thick as butter still in a box. Yet word
from those who’ve done their homework
is how the man loves to train—how much
he relishes putting in the hours
just as magicians shuffle card after card,
countless to mere humans
but carefully all accounted for.
At hearing “luck” again, I stop
until my hands relax their clutch
on the cone from which a dozen more
peonies are to materialize. I make it look easy
to grow a garden on top of a sheet
of fondant, and that’s how it should appear:
as natural and as meant-to-be
as the spin of a ball from the sweetest spot
of a racquet whisked through the air like a wand.

move to the city :: nathaniel bellows

live life as a stranger. Disappear
into frequent invention, depending
on the district, wherever you get off
the train. For a night, take the name
of the person who’d say yes to that
offer, that overture, the invitation to
kiss that mouth, sit on that lap. Assume
the name of whoever has the skill to
slip from the warm side of the sleeping
stranger, dress in the hallway of the
hotel. This is a city where people
know the price of everything, and
know that some of the best things
still come free. In one guise: shed
all that shame. In another: flaunt the
plumage you’ve never allowed
yourself to leverage. Danger will
always be outweighed by education,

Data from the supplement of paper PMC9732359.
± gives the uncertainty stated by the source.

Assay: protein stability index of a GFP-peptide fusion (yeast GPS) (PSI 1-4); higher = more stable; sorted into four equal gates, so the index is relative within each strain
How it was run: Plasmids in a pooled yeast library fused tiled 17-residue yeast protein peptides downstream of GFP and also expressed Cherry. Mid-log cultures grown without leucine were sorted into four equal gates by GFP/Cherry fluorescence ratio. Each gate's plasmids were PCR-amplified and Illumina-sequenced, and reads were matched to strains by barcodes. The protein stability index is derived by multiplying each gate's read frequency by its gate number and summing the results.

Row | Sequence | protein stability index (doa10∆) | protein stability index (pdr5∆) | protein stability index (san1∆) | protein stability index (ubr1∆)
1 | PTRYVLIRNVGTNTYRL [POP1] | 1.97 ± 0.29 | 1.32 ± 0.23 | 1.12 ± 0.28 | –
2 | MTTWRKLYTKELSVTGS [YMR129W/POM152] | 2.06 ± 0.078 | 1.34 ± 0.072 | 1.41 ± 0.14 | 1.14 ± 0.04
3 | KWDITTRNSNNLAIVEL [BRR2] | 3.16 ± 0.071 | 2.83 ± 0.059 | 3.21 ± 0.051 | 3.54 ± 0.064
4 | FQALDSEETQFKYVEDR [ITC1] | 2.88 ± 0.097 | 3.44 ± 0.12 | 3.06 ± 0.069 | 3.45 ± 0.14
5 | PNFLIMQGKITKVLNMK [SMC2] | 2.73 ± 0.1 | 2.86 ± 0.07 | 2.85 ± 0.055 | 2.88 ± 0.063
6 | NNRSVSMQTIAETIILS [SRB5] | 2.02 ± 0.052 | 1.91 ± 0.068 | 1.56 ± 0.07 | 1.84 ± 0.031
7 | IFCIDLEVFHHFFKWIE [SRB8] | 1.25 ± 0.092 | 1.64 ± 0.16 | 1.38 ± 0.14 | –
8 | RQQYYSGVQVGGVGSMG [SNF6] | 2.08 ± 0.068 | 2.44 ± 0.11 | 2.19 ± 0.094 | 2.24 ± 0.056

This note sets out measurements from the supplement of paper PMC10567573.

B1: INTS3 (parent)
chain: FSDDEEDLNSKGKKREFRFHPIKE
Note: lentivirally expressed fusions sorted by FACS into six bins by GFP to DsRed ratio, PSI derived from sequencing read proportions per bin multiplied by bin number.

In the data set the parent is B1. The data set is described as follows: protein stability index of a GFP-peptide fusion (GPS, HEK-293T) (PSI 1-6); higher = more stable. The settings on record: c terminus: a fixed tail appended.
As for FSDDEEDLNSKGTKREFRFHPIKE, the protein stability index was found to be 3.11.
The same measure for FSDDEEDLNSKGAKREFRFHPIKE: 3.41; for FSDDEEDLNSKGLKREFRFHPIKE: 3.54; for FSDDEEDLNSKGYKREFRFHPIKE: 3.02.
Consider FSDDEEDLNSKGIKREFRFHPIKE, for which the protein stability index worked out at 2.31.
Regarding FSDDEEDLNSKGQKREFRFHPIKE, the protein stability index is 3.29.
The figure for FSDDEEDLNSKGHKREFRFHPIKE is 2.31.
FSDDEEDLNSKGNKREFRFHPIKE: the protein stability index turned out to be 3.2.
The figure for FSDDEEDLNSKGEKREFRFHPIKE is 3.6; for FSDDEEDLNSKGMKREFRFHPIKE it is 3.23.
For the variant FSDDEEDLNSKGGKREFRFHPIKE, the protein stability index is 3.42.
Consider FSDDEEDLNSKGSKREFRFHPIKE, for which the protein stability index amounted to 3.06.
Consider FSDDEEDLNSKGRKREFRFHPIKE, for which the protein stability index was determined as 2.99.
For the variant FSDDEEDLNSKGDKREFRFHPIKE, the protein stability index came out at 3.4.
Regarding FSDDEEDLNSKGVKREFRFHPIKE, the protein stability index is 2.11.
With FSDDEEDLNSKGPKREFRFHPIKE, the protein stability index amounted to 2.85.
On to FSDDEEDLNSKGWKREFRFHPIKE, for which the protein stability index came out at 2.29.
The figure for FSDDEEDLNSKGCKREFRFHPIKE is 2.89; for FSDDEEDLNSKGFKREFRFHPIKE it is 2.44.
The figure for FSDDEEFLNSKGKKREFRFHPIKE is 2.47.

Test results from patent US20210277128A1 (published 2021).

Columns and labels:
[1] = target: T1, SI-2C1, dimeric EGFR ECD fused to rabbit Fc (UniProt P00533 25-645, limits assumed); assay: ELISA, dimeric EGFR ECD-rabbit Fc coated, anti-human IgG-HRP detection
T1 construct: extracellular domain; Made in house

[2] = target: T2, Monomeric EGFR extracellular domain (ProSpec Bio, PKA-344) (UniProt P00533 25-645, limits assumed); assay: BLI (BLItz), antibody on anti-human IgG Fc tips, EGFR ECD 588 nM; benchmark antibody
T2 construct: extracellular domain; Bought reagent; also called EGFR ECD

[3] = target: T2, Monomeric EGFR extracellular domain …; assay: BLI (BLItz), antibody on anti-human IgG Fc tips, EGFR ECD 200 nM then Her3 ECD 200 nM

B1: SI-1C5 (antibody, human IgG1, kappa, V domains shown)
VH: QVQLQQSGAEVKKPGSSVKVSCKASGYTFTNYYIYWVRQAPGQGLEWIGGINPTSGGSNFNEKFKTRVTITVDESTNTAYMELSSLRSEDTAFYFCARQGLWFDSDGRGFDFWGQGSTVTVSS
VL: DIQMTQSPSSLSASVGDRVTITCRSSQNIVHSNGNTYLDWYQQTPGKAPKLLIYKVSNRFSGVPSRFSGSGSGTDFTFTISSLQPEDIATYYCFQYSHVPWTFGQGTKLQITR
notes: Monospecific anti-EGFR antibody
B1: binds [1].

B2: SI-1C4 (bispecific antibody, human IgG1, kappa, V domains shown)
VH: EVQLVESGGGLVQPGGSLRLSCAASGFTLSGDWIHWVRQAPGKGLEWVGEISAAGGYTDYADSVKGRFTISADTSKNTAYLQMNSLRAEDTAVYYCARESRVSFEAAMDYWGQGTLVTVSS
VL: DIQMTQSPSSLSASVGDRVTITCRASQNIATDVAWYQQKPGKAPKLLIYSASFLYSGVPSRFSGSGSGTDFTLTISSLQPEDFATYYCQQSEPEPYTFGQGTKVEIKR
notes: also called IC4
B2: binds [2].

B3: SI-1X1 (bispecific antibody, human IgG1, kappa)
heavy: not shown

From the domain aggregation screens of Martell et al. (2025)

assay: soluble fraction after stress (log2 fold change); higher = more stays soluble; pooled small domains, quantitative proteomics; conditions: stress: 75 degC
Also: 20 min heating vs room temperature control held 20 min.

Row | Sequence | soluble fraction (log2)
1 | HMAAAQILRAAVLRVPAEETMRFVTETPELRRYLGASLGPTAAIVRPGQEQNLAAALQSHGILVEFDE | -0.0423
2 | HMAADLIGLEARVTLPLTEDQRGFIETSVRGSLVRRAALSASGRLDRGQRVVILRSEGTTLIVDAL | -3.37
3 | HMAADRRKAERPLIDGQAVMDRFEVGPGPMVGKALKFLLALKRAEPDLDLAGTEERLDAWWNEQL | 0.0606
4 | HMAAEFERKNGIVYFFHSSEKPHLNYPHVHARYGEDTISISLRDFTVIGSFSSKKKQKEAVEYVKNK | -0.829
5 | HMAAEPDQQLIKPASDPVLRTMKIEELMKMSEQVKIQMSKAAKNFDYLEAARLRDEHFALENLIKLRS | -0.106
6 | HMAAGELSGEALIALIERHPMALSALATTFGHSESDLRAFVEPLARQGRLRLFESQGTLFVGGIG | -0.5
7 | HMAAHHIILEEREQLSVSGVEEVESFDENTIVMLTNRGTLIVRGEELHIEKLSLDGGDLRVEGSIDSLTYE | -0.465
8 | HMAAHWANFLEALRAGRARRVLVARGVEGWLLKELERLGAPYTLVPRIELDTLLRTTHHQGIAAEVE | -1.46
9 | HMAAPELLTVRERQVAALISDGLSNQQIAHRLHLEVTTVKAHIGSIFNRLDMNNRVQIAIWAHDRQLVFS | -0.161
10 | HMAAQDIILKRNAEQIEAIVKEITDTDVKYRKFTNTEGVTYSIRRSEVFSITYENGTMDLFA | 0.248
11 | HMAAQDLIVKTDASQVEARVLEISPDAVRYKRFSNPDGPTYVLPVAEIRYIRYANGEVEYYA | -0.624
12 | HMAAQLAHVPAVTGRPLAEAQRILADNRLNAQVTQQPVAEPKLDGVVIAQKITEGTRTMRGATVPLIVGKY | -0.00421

even if conjured by a lie. Remember:
go home while it’s still dark. Don’t
invite anyone back. And, once inside,
take off the mask. These inventions
are the art of a kind of citizenship,
and they do not last. In the end, it
might mean nothing beyond further
fortifying the walls, crystallizing
the questioned, tested autonomy,
ratifying the fact that nothing will be
as secret, as satisfying, as the work
you do alone in your room.

country summer :: léonie adams

Now the rich cherry, whose sleek wood,
And top with silver petals traced
Like a strict box its gems encased,
Has spilt from out that cunning lid,
All in an innocent green round,
Those melting rubies which it hid;
With moss ripe-strawberry-encrusted,
So birds get half, and minds lapse merry
To taste that deep-red, lark’s-bite berry,
And blackcap bloom is yellow-dusted.

The wren that thieved it in the eaves
A trailer of the rose could catch
To her poor droopy sloven thatch,
And side by side with the wren’s brood—
O lovely time of beggar’s luck—
Opens the quaint and hairy bud;
And full and golden is the yield
Of cows that never have to house,
But all night nibble under boughs,
Or cool their sides in the moist field.

Into the rooms flow meadow airs,
The warm farm baking smell’s blown round.
Inside and out, and sky and ground
Are much the same; the wishing star,
Hesperus, kind and early born,
Is risen only finger-far;
All stars stand close in summer air,
And tremble, and look mild as amber;
When wicks are lighted in the chamber,
They are like stars which settled there.

Now straightening from the flowery hay,
Down the still light the mowers look,
Or turn, because their dreaming shook,
And they waked half to other days,
When left alone in the yellow stubble
The rusty-coated mare would graze.
Yet thick the lazy dreams are born,
Another thought can come to mind,
But like the shivering of the wind,
Morning and evening in the corn.